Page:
JAL may double losses as retirees fight pension cuts

Takahiro Fukushima gets an annual 2.7 million yen ($29,000) pension from his former employer Japan Airlines Corp.

Two months ago, the unprofitable carrier sent the former cabin attendant a letter asking his permission to cut his pension by more than 50 percent.

“The shock was huge,” said Fukushima, 67, who contributed 35 years of loyal service to JAL since he joined the carrier in 1966.

“In the beginning, JAL even didn’t want to hold meetings to explain it.”

Fukushima joined with other retirees to oppose the pension cuts, which need approval by two-thirds of the pensioners to be enacted.

The Tokyo-based carrier has already factored in a one- time gain of 88 billion yen from reducing the pensions into its annual forecast and failure to cut the payouts may double the airlines annual losses.

“Without the gain from a revision of the pension fund JAL will have a loss of more than 150 billion yen,” said Yashuhiro Matsumoto, an analyst in Tokyo at Shinsei Securities Co. “It has little room for further cost cutting.

”According to a website run by JAL’s pensioners, 2,940 retirees out of approximately 9,000 ex- employees have said they are against Japan Air’s proposed pension cuts.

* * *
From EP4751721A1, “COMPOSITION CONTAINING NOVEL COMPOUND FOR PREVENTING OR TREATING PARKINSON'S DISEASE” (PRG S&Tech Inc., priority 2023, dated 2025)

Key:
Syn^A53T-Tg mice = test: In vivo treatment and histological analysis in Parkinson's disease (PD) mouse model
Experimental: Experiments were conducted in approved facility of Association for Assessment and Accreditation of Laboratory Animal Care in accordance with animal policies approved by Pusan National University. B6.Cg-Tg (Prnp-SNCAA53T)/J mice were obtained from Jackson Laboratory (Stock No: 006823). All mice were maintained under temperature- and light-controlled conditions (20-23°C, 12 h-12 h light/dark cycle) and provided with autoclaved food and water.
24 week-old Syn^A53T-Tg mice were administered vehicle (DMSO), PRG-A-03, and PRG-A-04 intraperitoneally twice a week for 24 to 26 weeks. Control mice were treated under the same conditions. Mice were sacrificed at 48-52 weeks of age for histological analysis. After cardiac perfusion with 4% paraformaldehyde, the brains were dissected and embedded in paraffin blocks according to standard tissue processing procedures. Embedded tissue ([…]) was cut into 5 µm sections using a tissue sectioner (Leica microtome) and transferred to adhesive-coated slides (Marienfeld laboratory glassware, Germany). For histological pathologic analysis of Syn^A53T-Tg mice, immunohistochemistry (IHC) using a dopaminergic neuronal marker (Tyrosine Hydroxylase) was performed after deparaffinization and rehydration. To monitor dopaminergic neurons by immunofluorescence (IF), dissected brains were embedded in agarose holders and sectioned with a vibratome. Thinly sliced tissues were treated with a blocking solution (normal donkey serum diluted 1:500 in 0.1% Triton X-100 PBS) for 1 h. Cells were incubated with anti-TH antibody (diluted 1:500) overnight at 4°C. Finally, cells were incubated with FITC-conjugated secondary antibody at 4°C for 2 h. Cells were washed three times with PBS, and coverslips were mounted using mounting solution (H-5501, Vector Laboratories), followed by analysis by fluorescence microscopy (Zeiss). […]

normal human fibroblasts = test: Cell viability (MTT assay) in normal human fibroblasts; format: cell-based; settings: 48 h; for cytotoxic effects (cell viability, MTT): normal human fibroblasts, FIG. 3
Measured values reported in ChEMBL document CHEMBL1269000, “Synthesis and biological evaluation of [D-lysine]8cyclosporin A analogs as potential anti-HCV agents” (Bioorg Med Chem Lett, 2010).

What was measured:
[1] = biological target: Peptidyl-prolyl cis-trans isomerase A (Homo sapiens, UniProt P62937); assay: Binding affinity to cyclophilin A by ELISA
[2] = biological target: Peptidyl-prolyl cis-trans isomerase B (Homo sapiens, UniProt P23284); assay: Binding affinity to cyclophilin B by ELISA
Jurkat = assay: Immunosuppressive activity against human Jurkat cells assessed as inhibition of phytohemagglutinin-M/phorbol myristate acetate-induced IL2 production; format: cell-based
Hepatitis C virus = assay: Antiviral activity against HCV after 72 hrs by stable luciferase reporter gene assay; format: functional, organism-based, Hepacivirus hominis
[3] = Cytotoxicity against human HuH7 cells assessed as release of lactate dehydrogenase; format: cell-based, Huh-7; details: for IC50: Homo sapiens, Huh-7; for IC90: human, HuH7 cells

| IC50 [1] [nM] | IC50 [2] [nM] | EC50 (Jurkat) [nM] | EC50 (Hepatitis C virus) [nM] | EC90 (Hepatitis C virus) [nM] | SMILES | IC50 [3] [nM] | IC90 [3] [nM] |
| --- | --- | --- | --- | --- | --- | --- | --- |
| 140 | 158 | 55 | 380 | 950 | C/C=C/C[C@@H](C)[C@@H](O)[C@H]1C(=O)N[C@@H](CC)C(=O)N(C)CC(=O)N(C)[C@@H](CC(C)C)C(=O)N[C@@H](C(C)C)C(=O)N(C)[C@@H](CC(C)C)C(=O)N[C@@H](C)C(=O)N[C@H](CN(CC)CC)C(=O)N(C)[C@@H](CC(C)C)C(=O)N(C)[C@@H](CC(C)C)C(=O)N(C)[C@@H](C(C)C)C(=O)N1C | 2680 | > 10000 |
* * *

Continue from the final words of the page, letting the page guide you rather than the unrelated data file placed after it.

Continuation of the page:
A total of 3,000 objections from pensioners would be enough to completely scuttle the plan.The carrier is currently focused on getting the necessary two-thirds support, said spokeswoman Sze Hun Yap.

She declined to comment on the impact of a failure to gain approval for the pension cuts on the company’s earnings.

JAL was cut to “sell” from “neutral” today by Goldman Sachs Group Inc, which cited weaker earnings expectations at the carrier.

The carrier had 95 billion yen in accrued pension and severance cost liabilities outstanding at the end of March, according to JAL financial results.

JAL’s President Haruka Nishimatsu has slashed more than 5,500 jobs from the company since taking over as head in 2006 by offering early retirement and selling stakes in subsidiaries.

The reductions exceed the 4,300 jobs targeted in the carrier’s mid-term plan announced in February 2007.

“The retirees need to stomach a cut in pensions,” said Shinya Izumi, a member of the Japanese parliament and chairman of the Liberal Democratic Party’s aviation panel. “Nishimatsu has done a good job managing JAL.

”The airline is predicting a loss of 63 billion yen this fiscal year as sales continue to nosedive as a result of the current global recession.

JAL has announced plans to slash operating costs by 195 billion yen, even so the cost cuts aren’t enough to make up for the airlines predicted 203 billion yen drop in revenue.
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